BILLERICA -- Omar Eldaly was a Shawsheen Tech freshman when fate grabbed hold of his athletic future and swept him off his feet with the force of a double-leg takedown.
Eldaly’s size and athleticism had caught the eye of Shawsheen’s legendary head wrestling coach, Mark Donovan, who is an assistant of the Rams’ football staff. So Donovan approached Eldaly about going out for the wrestling team.
After some persuading, Eldaly decided to give wrestling a try. And the Wilmington resident has gone on to pin down a lot of success on the mat.
“I remember asking him if he liked to work,” said Donovan. “He said, ‘Yeah.’ Then I said, ‘You aren’t the type of kid who takes the easy way out?’ He said, ‘No.’ So I told him, ‘Wrestling is for you.’ ”
Eldaly took his share of lumps early in his varsity career. But thanks to his work ethic, the blissful convergence of potential and talent eventually took place. Eldaly posted a stellar 46-4 record at 220 pounds as a junior last winter while placing second at the New England and All-State tournaments.
He has gotten his senior season off to strong start, winning all nine of his matches, with seven pins, at 220. Eldaly captured the Wilmington Sons of Italy Tournament crown last weekend. But his ultimate goal is to move to the top of the medal stand at the All-State and New England tournaments.
“I’m so glad coach Donovan talked me into wrestling,” said Eldaly. “It was the best decision of my life. I honestly didn’t even know what wrestling was before my freshman year. Really, my knowledge of wrestling was the WWE. But I’ve fallen in love with it. And it wasn’t love at first sight. I mean it was hard at first.
“I got my butt beat all the time as a freshman. You learn real quick there’s no place to hide on the mat. Those beatings I took made me work harder because I just wanted to beat the kids who were beating my butt. I learned a lot from getting my butt beat and here I am today.”
These days, Eldaly is the one dishing out the punishment. A 5-foot-11 burst of fury who breaks down his opponents with his tenacity and array of moves, he has been contacted by a number of colleges for wrestling, including several Division 1 schools.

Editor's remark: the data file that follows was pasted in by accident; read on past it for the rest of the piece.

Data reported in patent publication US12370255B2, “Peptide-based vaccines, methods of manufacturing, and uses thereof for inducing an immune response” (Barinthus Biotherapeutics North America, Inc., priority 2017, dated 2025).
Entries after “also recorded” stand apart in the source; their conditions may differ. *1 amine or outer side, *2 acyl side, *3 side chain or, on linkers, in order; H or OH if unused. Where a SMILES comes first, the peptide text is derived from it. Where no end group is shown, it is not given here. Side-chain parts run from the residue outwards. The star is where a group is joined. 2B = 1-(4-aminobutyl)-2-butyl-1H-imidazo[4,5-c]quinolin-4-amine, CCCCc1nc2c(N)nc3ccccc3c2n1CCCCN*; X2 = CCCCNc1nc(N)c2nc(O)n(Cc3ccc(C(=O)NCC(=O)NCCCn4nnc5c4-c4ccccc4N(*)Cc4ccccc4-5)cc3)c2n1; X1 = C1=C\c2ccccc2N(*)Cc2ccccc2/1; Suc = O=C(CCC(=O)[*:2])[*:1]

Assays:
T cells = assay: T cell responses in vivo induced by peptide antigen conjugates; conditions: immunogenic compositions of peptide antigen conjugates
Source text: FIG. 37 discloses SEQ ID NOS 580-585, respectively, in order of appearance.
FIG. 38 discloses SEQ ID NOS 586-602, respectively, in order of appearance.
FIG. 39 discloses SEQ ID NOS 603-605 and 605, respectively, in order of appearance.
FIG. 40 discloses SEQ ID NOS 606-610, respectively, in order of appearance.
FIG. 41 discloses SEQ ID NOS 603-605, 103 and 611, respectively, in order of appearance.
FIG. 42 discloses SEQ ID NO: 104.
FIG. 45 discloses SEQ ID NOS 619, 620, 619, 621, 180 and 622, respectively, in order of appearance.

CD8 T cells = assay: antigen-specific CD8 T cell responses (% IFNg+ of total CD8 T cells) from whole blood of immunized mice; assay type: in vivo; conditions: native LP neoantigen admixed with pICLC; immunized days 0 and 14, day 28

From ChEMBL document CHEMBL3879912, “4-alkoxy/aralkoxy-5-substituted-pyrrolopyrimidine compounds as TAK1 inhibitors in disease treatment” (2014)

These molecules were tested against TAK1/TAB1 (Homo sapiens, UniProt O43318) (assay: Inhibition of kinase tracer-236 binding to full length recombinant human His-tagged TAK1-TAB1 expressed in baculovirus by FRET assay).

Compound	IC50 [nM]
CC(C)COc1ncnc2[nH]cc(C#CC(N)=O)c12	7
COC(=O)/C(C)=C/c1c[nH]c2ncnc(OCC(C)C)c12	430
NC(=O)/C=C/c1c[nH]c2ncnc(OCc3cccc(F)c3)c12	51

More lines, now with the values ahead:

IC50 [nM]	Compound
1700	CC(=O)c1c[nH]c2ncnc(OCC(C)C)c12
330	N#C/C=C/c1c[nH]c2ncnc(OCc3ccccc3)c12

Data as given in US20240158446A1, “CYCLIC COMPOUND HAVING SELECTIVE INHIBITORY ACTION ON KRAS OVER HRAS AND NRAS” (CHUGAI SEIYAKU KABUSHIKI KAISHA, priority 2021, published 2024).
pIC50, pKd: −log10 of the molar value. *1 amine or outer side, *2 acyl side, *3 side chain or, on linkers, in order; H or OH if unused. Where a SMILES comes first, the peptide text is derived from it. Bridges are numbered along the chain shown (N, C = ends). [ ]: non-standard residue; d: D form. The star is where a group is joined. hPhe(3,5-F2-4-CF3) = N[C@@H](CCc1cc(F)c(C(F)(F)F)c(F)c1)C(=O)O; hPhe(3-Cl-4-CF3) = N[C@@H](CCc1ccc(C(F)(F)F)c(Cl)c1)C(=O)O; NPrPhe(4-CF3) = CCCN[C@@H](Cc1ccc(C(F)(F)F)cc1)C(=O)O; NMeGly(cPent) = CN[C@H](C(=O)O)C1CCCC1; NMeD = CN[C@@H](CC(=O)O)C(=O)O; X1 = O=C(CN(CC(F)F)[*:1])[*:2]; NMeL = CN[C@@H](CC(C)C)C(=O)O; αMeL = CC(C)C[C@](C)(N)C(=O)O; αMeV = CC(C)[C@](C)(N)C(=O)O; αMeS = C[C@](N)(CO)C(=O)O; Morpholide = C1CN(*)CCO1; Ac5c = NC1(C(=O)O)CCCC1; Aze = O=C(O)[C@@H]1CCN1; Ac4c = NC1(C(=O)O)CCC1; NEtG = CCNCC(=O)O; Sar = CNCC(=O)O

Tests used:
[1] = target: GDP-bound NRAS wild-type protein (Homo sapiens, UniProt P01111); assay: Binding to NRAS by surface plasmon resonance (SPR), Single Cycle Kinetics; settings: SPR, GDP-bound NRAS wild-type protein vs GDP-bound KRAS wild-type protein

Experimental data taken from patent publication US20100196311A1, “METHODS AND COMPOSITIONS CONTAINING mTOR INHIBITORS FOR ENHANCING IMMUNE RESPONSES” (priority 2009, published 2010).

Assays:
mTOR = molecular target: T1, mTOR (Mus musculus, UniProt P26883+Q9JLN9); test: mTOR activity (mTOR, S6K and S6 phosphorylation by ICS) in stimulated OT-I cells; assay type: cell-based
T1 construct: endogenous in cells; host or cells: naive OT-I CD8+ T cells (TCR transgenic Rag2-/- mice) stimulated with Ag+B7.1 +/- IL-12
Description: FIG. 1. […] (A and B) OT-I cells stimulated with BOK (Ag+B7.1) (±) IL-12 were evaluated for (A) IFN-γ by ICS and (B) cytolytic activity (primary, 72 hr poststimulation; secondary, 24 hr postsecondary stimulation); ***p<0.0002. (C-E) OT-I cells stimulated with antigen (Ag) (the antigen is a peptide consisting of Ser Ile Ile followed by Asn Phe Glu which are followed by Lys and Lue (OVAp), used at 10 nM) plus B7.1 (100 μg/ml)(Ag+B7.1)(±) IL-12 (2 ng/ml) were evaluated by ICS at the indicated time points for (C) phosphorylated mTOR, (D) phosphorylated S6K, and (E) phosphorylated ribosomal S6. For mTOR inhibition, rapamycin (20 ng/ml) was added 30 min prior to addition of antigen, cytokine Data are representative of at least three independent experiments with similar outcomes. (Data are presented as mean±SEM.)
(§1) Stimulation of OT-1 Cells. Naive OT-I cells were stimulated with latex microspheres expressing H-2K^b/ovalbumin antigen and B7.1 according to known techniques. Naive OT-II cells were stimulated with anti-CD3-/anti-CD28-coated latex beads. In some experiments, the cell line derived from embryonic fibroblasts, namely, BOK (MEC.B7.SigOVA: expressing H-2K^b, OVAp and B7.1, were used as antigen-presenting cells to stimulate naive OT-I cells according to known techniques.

Eldaly is approaching the 100-victory plateau for his varsity career. He also was a force in football for the Rams as a fullback/defensive lineman, earning a berth on the Commonwealth Athletic Conference all-star team.
“He’s one the best athletes I’ve seen come through this room,” said Donovan, who is in his 34th season as the Rams’ head coach. “He really has everything you look for in a wrestler. He’s strong as a bull. His ability to move the way he does for a big kid is really something to watch. He’s really good on his feet. He’s aggressive. He likes to apply pressure and attack.”
Eldaly’s ability to think on his feet enables him to wear his foes down by outwitting them along with outmuscling them.
This Ram tough approach to winning has served him well.
As a sophomore, Eldaly won the 220 crown at the Division 1 North Sectional. Three of Eldaly’s four losses last season came against former Lincoln-Sudbury standout Andrew Marshall, who has graduated.
“Those losses left a sour taste, but it happens,” said Eldaly. “You have to fight through adversity in this sport. It gave me incentive to work harder than ever in the off-season. I came back this year determined to have a better finish to my season.”
Shawsheen’s sectional, state, All-State and New England champs have their names displayed on a banner in the gym. Eldaly is working toward making his senior campaign a banner one.
“He’s been pretty dominant in the early going,” said Donovan. “He keeps working. He’s self-motivated. He goes in the gym every day and looks at our banners. He’s there for being a sectional champ, but he wants to get up there with our other (state, All-State and New England) champs. I tell all our kids to look at those banners. If your name isn’t on it, get it on it.”
Eldaly never takes anything for granted on the mat.
“You have to be firm in your belief that you are going to win,” said Eldaly. “You have to have that swagger. But you can’t be cocky. I never look past anyone. I give everyone my best shot.”
Eldaly’s best has helped him emerge as one the premier grapplers in the state.
“He’s one of the most high-character kids I’ve coached,” said Donovan. “He’s a great all-around kid. He’s a class act in all that he does.”
Follow Carmine Frongillo on Twitter @cwfrongi